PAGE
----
Open Loop Hot Water Systems

Photo of a Honeywell Mixing Valve

What should we say about these systems?

Do you ever get those anxiety dreams at night? The ones where the train is coming for you and the lights are bearing down but you can’t get off the tracks because your muscles respond like molasses. That is how I feel every time I look at an open loop hot water heating system.

What is an open loop hot water system?

As a refresher, an open loop heating system is a water-based heating system in which the same hot water that heats the building can also be run for domestic supply – for showers and sinks…..  Before we wade into the murky gray area of what we, as home inspectors, should be saying about these systems and why, let’s go over how to identify an open loop hot water system and then look into some history of how we got to where we are today.

 Tricks for Identification

Distinguishing open loop hot water systems from closed loop systems can be complicated.  One of the most basic characteristics of hot water heating systems is to see if there are two water heaters or one. A building with two water heaters likely has one dedicated solely to heating and is thus a closed loop boiler heating system.  If the building has only one hot water heater for both heating and domestic supply, you need to look more closely.

Photo of a Honeywell Mixing Valve
Honeywell Mixing Valve

If you see a mixing valve, you are probably looking at an open loop system. The mixing valve is where the hot water for heating is mixed with cold water to set the temperature of the domestic hot water supply. In this configuration the water heater can be set to heat to 140 degrees F or more for radiators and then tamped down with the mixing valve to 120 degrees F for domestic use.


Photo of a Heat Exchanger
Heat Exchanger

Another distinguishing characteristic to look for are these flat, pan-shaped heat exchangers. If you see one of these you are likely looking at a closed loop system. This is because this heat exchanger separates the domestic water from the heating water.  You could see both a mixing valve and a heat exchanger – in this case you would likely be looking at a closed loop system.

Another trick for identifying an open loop system is to see if the circulation pump that runs water through the heating coils is connected to a 24 hour timer. The timer should be set for 15 minutes a day or more to push water through the pipes all summer – this is very important to prevent stagnant water from sitting in those pipes all summer, which could then get flushed into your domestic water supply when the heat comes back on.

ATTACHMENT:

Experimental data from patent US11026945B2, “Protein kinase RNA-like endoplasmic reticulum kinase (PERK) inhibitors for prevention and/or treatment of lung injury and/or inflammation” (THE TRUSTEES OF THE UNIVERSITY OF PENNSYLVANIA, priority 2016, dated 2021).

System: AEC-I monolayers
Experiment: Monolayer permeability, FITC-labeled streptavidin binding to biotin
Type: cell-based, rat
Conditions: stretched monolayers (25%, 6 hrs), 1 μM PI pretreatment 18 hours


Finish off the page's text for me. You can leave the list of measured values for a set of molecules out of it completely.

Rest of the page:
Finally, look at the water heater itself. Some water heaters separate the two types of water inside the heater.  These types of water heaters typically have a, “Heating Inlet,” and Heating Outlet,” as well as inlets and outlets for domestic supply – so you will see at least 4 pipes connected to the water heater. These types of systems are generally closed loop.

Armed with a few basic techniques for identifying an open loop heating system lets look at some history to understand why these are being installed now and how they differ from traditional closed loop boilers.

A little history

I grew up in a house in New England that had a traditional closed loop boiler system with galvanized steel pipes and cast iron radiators. The system was state of the art when it was designed and installed at the turn of the last century and, somewhat amazingly, it was still working well 80+ years later when I was living in the house.  In theory, with this old closed loop boiler, if it had never leaked over the years, I would have been able to open up the distribution piping system and watch water come out of the pipes that was put in when Theodore Roosevelt was in office….antique water.

The noteworthy attribute of this antique water is how much less corrosive it is than the same system in which new water is constantly being introduced. An open loop system delivers a constant supply of new oxygen-rich water and is therefore more corrosive than its closed loop cousin where the same water circulates. Where I live and work now, in the Seattle area, I sometimes see 100 year old galvanized steel boiler piping systems that are still in service in a closed loop heating system and yet the same steel pipe that was used for the domestic water supply has long ago failed and been replaced. That is the difference in corrosive power between closed loop and open loop systems.


So if closed loop hot water systems work so well, why did we go away from doing closed loop systems?